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Schools: the cash illusion

23 June 2012

11:45 AM

23 June 2012

11:45 AM

13 years of Labour rule taught us two vital lessons about school reform. The first is that there is no direct link between money and results. Funding per pupil more than doubled under the last government:

But for all that extra cash, Britain’s schools have slipped down the international league tables over the past decade. Every three years, the OECD rates countries according to student performance. Of the 31 with scores for both 2000 and 2009, here is the top twenty in mathematics for 2009, along with changes since 2000:

So if money doesn’t work, what does? The Blair/Adonis City Academy reforms — which themselves stem from the Major/Baker reforms — show that stunning results are achievable if the tuition changes. The below table show the results achieved by two chains: the Harris Federation and Absolute Return for Kids (ARK):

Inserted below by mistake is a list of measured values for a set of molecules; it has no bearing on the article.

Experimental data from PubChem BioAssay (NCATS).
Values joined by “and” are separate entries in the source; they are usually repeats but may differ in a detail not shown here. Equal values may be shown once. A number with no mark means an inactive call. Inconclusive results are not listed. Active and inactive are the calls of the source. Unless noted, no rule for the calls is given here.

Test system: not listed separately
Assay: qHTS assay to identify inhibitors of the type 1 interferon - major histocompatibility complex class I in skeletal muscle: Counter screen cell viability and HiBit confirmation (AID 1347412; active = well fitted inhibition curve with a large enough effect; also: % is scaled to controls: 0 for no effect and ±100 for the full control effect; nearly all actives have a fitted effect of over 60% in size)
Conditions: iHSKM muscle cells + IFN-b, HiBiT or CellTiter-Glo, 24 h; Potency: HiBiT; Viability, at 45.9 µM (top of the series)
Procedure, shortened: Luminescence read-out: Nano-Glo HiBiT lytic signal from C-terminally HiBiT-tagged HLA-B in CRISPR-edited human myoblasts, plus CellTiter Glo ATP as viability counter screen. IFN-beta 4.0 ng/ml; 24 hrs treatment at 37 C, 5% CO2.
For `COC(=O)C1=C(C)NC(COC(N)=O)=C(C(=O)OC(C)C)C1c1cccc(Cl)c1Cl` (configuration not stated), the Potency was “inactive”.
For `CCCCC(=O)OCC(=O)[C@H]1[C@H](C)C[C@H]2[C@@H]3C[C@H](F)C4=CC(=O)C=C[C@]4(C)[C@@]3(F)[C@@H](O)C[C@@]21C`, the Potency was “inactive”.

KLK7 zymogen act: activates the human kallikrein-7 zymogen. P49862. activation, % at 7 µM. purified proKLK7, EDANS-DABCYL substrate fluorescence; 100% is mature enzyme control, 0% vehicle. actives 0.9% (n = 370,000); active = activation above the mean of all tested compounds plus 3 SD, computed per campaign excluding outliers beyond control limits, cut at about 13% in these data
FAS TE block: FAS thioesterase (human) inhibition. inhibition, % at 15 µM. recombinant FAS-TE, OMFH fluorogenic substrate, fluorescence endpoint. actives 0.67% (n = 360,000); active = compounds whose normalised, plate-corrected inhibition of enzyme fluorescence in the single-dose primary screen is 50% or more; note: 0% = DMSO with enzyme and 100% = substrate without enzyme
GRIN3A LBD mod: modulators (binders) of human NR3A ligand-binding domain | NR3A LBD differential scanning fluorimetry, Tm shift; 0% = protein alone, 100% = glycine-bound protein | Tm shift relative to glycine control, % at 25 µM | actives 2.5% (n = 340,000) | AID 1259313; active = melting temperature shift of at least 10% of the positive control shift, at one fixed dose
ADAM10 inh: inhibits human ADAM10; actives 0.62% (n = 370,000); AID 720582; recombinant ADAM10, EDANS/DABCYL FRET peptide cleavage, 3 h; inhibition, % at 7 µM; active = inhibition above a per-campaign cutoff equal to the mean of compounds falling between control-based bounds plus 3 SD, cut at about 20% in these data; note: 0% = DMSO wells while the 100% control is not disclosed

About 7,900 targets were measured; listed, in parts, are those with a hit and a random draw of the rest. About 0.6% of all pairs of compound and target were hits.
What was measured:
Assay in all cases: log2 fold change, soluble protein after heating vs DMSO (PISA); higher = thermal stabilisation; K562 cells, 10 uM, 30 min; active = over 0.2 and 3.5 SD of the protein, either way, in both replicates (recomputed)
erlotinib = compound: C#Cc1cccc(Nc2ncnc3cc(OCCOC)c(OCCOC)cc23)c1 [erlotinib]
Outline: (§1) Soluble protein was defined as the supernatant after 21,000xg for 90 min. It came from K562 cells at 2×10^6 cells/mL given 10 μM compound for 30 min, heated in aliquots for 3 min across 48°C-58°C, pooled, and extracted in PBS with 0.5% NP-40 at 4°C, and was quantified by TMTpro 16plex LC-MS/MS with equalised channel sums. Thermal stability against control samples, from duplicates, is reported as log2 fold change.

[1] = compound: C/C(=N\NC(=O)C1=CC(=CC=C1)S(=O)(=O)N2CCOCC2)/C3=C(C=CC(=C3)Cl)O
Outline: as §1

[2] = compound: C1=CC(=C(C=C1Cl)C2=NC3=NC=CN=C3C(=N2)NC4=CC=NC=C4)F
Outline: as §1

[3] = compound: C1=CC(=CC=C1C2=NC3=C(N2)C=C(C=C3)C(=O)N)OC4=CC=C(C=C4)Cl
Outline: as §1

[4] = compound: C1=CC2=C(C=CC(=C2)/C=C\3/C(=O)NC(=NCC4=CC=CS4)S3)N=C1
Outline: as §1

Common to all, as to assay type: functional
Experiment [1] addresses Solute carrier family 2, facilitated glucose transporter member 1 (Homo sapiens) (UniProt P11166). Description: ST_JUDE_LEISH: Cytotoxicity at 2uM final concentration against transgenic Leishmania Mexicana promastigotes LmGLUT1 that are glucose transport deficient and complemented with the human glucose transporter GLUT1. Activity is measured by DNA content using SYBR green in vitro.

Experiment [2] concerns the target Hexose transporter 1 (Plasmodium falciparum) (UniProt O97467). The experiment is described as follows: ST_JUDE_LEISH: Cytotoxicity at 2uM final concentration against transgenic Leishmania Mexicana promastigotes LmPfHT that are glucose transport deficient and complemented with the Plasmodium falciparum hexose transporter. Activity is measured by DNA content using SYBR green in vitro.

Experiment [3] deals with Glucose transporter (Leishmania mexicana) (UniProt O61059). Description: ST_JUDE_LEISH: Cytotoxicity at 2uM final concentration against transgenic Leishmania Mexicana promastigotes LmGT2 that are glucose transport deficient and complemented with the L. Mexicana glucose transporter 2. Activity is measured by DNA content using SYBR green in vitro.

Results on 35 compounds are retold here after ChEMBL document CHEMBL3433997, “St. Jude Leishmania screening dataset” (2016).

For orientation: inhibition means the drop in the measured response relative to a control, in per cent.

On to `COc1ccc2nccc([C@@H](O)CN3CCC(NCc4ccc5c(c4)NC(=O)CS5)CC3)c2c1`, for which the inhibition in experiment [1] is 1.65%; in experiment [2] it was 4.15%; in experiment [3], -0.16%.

So has the coalition learned these lessons?  We’ll be discussing all this and more at our Schools Revolution conference next Tuesday. We’ll hear from Gove himself; Andrew Adonis, the architect of the academies programme; Michelle Rhee, who successfully implemented her own education reforms in Washington DC; and Barbara Bergstrom, the founder of the International English School, a chain of Swedish for-profit schools whose first school in England will open in September. 

We do hope you can come and join us. Tickets are still available.

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